We hold no franchise on cold storage or refrigerated transportation. Members of the Hanson team earn the right to grow in the marketplace every day. Through courteous service, making the best decision, getting things done. That?s what gets it off the drawing board and into the ground.

by Hanson Logistics Hanson Logistics

Refrigerated Fleet: We Played Ourselves into This Tournament

Refrigerated Fleet: We Played Ourselves into This Tournament

It?s been said by some of the best tennis and golf players coming up into a major. ?I?ve played myself into this tournament.? The context of the phrase is normally in response to a newscaster?s question regarding the player?s confidence ? or lack thereof ? of having made it into the spotlight. But as simple as it sounds, winners win. That’s why with our refrigerated fleet, we would like to think we’re winning.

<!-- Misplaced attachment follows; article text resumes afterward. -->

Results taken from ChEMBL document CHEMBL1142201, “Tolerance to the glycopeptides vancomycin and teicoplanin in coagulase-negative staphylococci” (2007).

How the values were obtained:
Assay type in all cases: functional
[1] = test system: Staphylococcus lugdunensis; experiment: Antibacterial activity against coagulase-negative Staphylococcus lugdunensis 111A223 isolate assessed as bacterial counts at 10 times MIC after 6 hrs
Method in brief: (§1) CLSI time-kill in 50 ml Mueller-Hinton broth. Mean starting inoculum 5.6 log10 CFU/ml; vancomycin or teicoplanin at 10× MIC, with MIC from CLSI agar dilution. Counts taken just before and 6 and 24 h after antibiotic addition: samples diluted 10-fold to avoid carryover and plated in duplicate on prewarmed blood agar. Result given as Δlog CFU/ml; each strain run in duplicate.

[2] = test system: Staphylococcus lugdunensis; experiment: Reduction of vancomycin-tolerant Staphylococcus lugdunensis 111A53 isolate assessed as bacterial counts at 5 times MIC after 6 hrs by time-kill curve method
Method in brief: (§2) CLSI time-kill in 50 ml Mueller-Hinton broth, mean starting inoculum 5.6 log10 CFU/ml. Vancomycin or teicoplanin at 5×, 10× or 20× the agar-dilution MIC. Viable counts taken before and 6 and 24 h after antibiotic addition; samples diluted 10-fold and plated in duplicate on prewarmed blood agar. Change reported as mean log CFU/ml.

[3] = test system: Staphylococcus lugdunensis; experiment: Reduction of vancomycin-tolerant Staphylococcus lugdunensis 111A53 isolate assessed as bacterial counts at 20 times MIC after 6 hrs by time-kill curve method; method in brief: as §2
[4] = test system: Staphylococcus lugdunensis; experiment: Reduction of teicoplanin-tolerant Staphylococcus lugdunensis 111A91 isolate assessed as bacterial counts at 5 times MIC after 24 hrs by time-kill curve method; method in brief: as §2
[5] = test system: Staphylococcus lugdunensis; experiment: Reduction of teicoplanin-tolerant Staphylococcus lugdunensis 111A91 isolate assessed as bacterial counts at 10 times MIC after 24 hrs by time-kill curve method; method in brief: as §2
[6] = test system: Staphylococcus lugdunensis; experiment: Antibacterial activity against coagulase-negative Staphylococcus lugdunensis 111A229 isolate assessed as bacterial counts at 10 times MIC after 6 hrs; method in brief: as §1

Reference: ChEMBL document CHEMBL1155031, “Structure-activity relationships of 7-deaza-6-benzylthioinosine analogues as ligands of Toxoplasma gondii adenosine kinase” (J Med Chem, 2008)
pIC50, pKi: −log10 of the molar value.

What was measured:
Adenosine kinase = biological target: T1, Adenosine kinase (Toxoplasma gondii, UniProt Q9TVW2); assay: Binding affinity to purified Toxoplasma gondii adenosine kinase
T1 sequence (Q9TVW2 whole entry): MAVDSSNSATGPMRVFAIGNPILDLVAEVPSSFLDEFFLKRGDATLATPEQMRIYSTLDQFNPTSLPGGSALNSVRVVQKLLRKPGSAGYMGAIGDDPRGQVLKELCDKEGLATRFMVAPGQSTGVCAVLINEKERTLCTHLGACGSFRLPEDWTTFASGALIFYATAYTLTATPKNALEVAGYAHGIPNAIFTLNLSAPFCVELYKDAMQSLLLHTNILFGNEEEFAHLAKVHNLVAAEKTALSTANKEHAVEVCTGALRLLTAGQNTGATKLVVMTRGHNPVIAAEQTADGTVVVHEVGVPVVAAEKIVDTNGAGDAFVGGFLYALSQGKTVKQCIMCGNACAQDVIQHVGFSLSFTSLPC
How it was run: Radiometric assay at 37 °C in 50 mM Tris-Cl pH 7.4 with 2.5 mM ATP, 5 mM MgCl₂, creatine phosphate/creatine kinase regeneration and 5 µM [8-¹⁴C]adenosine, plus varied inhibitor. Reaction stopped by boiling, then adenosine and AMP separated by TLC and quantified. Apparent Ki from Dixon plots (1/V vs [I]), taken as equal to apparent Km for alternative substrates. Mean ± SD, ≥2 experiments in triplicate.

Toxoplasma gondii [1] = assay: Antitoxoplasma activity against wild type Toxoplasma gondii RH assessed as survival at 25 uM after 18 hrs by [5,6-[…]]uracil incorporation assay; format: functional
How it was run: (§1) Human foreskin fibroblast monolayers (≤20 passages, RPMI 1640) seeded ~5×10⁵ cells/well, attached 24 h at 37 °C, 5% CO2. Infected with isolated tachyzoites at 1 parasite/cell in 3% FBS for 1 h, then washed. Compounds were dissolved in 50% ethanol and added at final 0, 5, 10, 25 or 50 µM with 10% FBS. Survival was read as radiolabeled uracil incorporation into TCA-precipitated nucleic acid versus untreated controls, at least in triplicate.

Keep that in mind. Hardly a day goes by where we don’t face the challenge of tight capacity in the transportation market. The trucking industry is some 30,000 jobs short of what?s needed, with freight tonnage projected to rise 25% over the next 10 years. The average age of drivers is now 46, ten years older than a decade ago, reflecting the lack of younger drivers entering the workforce.

The Hanson Logistics refrigerated fleet, which provides a safety net for our customers, has grown from a single unit to nine, with more in our future. We?re hiring, and our commitment to attracting other top tier carriers remains a priority. After all, we played ourselves into this tournament.

by Hanson Logistics Hanson Logistics

Shipper of Choice and the Golden Rule in Transportation